CLAIM: The FBI’s current existing headquarters is in dire need of repair, and it is bad policy for Congress to deny a federal agency in such serious need of improvement the funds to make necessary changes.

RESPONSE: The FBI can wait to repair its headquarters until it has repaired its relationship with the citizens the bureau is supposed to serve. 

A 2011 report from the Government Accountability Office did note that the Hoover building was “nearing its life-cycle age and exhibiting signs of deterioration” and “do[es] not fully support the FBI’s long-term security, space, and building condition requirements.”

A myopic focus on administration and real estate, while the FBI is presently a weaponized arm of the political left, is a dereliction of duty. Without vital reform, America will witness the agency continue to target conservative Americans and trample constitutional rights and judicial norms. Congress must immediately use its power to end these abuses and fundamentally transform the FBI in a way that ensures it prioritizes working for the American people as opposed to against them. Chief among reforms would be dealing with the systemic issues within the FBI that have incentivized it to work against the American people. 

FBI staff can be spread to their existing facilities throughout the country or lease other federal space in the immediate area.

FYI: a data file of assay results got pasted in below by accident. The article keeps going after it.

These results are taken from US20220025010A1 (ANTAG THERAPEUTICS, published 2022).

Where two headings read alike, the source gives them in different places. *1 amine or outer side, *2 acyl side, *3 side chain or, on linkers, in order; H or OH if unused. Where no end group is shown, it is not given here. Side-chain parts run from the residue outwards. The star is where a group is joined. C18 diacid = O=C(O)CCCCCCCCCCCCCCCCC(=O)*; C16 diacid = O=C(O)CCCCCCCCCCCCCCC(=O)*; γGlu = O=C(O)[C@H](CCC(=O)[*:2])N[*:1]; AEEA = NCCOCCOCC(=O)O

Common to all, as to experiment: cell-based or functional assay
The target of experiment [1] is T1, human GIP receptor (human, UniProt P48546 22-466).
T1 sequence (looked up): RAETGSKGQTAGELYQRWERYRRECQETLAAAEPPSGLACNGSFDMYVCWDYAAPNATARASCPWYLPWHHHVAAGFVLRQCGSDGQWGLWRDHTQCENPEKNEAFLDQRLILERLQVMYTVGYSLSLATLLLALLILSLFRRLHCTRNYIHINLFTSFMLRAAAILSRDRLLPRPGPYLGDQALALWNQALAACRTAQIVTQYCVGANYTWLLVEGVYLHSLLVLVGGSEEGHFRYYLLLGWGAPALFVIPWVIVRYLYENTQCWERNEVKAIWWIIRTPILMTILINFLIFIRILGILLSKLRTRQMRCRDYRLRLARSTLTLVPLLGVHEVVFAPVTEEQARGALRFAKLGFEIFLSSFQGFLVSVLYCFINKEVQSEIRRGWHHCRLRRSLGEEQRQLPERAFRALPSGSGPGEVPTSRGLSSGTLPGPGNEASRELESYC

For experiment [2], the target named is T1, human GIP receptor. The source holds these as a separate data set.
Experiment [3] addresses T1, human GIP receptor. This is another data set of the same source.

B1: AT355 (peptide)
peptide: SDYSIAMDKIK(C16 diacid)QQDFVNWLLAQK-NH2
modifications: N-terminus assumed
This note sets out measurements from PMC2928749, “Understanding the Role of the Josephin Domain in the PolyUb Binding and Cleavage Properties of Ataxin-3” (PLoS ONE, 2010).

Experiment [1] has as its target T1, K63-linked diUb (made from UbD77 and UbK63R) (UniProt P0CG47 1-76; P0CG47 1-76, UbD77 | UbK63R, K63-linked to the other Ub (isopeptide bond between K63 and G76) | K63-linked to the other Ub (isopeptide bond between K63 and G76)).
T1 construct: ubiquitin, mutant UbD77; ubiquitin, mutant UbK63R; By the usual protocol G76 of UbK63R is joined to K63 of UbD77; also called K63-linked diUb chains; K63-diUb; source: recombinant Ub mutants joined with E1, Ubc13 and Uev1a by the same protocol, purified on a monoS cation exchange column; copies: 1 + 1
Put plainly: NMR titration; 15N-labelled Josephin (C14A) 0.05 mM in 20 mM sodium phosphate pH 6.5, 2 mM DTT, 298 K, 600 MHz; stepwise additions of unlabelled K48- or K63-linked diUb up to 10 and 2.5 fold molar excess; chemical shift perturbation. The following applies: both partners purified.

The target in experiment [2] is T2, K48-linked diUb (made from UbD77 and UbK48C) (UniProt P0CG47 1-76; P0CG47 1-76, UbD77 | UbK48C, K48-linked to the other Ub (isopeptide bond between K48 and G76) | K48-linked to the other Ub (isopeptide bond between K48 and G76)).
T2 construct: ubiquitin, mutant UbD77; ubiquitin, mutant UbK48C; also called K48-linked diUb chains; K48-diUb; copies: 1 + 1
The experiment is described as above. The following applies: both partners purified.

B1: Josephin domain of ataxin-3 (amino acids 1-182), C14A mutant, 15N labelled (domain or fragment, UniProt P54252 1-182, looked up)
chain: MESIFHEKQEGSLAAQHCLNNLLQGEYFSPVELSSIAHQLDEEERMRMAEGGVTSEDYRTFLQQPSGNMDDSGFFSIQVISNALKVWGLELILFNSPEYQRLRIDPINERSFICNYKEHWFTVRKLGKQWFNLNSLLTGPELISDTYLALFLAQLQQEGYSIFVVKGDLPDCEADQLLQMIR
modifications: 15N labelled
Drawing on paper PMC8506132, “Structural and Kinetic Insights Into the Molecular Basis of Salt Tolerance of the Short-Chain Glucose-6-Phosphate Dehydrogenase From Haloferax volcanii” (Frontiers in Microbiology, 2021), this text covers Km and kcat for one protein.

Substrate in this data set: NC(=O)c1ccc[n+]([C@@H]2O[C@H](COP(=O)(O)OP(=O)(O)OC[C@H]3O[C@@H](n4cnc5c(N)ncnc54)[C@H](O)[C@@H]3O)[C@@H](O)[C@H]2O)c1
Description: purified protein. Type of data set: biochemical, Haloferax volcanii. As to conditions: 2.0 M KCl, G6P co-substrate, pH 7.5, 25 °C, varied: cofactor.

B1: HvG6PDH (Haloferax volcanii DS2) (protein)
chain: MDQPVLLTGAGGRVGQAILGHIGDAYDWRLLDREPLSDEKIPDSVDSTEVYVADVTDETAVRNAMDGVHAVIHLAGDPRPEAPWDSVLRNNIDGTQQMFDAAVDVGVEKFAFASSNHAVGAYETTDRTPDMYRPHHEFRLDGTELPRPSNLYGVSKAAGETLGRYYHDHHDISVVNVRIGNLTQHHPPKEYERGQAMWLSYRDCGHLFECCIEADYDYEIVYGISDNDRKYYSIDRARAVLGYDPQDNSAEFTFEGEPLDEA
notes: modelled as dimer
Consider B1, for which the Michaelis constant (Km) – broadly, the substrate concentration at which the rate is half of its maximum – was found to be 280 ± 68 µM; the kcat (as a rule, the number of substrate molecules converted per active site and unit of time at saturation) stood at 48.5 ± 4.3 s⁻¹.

CLAIM: Existing plans require the site of the new FBI headquarters to be outside of Washington, DC. Republicans have generally favored moving the federal bureaucracy out of DC.

RESPONSE: Congress can override any existing headquarter plan, and while FBI staff can and should be moved to existing offices throughout the country, the focus must remain on reform. 

The General Services Administration provides real estate, acquisition, and technology services to the government and was directed to choose the new headquarters site from three options: Greenbelt, Maryland; Landover, Maryland; and Springfield, Virginia. Republicans have argued for moving more of the federal government functions outside of the Washington, DC area; indeed, the Trump Administration moved the Bureau of Land Management Headquarters out of DC to Colorado and the National Institute of Food and Agriculture and the Economic Research Service out of Washington to Kansas City.

Moving the FBI’s headquarters to the outskirts of the Washington DC Capitol Beltway is not this. 

Reforms should include moving staff outside DC to existing large headquarters-like facilities in Quantico, Virginia, Clarksburg, West Virginia, Huntsville, Alabama, or Pocatello, Idaho. A new headquarters can wait.